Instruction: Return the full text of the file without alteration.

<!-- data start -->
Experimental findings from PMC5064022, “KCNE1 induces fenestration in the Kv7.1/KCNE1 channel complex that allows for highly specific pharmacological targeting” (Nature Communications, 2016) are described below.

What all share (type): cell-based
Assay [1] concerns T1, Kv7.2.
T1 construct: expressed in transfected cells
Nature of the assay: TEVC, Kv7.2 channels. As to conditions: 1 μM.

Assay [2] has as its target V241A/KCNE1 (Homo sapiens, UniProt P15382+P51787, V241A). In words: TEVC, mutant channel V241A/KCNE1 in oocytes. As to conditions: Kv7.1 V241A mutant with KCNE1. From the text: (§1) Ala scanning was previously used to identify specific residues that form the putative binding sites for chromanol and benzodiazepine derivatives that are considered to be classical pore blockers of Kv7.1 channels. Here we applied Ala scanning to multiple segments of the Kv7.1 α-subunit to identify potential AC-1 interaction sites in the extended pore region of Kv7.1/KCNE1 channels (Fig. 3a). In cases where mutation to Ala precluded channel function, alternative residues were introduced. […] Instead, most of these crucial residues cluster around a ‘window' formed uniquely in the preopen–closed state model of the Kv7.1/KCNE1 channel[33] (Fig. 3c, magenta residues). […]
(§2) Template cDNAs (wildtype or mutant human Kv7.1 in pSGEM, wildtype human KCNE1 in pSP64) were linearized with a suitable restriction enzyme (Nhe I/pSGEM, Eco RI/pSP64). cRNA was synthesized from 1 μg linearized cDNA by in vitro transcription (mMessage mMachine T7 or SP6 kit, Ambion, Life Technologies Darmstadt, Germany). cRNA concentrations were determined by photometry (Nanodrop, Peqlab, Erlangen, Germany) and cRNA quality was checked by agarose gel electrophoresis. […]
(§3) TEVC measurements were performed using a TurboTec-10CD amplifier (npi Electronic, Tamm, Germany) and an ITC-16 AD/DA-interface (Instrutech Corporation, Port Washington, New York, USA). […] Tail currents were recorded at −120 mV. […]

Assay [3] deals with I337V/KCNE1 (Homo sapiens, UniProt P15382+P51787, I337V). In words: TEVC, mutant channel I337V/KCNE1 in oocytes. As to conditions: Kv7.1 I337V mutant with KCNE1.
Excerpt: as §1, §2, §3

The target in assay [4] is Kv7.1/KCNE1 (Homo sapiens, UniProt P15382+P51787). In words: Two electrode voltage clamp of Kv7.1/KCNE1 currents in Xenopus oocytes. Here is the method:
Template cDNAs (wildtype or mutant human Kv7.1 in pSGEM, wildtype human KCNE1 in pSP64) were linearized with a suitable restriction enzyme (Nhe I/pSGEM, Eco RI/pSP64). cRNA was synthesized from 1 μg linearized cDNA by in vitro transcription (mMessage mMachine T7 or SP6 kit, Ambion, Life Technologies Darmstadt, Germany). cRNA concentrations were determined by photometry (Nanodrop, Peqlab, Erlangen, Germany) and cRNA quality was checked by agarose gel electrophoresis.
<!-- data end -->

Experimental findings from PMC5064022, “KCNE1 induces fenestration in the Kv7.1/KCNE1 channel complex that allows for highly specific pharmacological targeting” (Nature Communications, 2016) are described below.

What all share (type): cell-based
Assay [1] concerns T1, Kv7.2.
T1 construct: expressed in transfected cells
Nature of the assay: TEVC, Kv7.2 channels. As to conditions: 1 μM.

Assay [2] has as its target V241A/KCNE1 (Homo sapiens, UniProt P15382+P51787, V241A). In words: TEVC, mutant channel V241A/KCNE1 in oocytes. As to conditions: Kv7.1 V241A mutant with KCNE1. From the text: (§1) Ala scanning was previously used to identify specific residues that form the putative binding sites for chromanol and benzodiazepine derivatives that are considered to be classical pore blockers of Kv7.1 channels. Here we applied Ala scanning to multiple segments of the Kv7.1 α-subunit to identify potential AC-1 interaction sites in the extended pore region of Kv7.1/KCNE1 channels (Fig. 3a). In cases where mutation to Ala precluded channel function, alternative residues were introduced. […] Instead, most of these crucial residues cluster around a ‘window' formed uniquely in the preopen–closed state model of the Kv7.1/KCNE1 channel[33] (Fig. 3c, magenta residues). […]
(§2) Template cDNAs (wildtype or mutant human Kv7.1 in pSGEM, wildtype human KCNE1 in pSP64) were linearized with a suitable restriction enzyme (Nhe I/pSGEM, Eco RI/pSP64). cRNA was synthesized from 1 μg linearized cDNA by in vitro transcription (mMessage mMachine T7 or SP6 kit, Ambion, Life Technologies Darmstadt, Germany). cRNA concentrations were determined by photometry (Nanodrop, Peqlab, Erlangen, Germany) and cRNA quality was checked by agarose gel electrophoresis. […]
(§3) TEVC measurements were performed using a TurboTec-10CD amplifier (npi Electronic, Tamm, Germany) and an ITC-16 AD/DA-interface (Instrutech Corporation, Port Washington, New York, USA). […] Tail currents were recorded at −120 mV. […]

Assay [3] deals with I337V/KCNE1 (Homo sapiens, UniProt P15382+P51787, I337V). In words: TEVC, mutant channel I337V/KCNE1 in oocytes. As to conditions: Kv7.1 I337V mutant with KCNE1.
Excerpt: as §1, §2, §3

The target in assay [4] is Kv7.1/KCNE1 (Homo sapiens, UniProt P15382+P51787). In words: Two electrode voltage clamp of Kv7.1/KCNE1 currents in Xenopus oocytes. Here is the method:
Template cDNAs (wildtype or mutant human Kv7.1 in pSGEM, wildtype human KCNE1 in pSP64) were linearized with a suitable restriction enzyme (Nhe I/pSGEM, Eco RI/pSP64). cRNA was synthesized from 1 μg linearized cDNA by in vitro transcription (mMessage mMachine T7 or SP6 kit, Ambion, Life Technologies Darmstadt, Germany). cRNA concentrations were determined by photometry (Nanodrop, Peqlab, Erlangen, Germany) and cRNA quality was checked by agarose gel electrophoresis.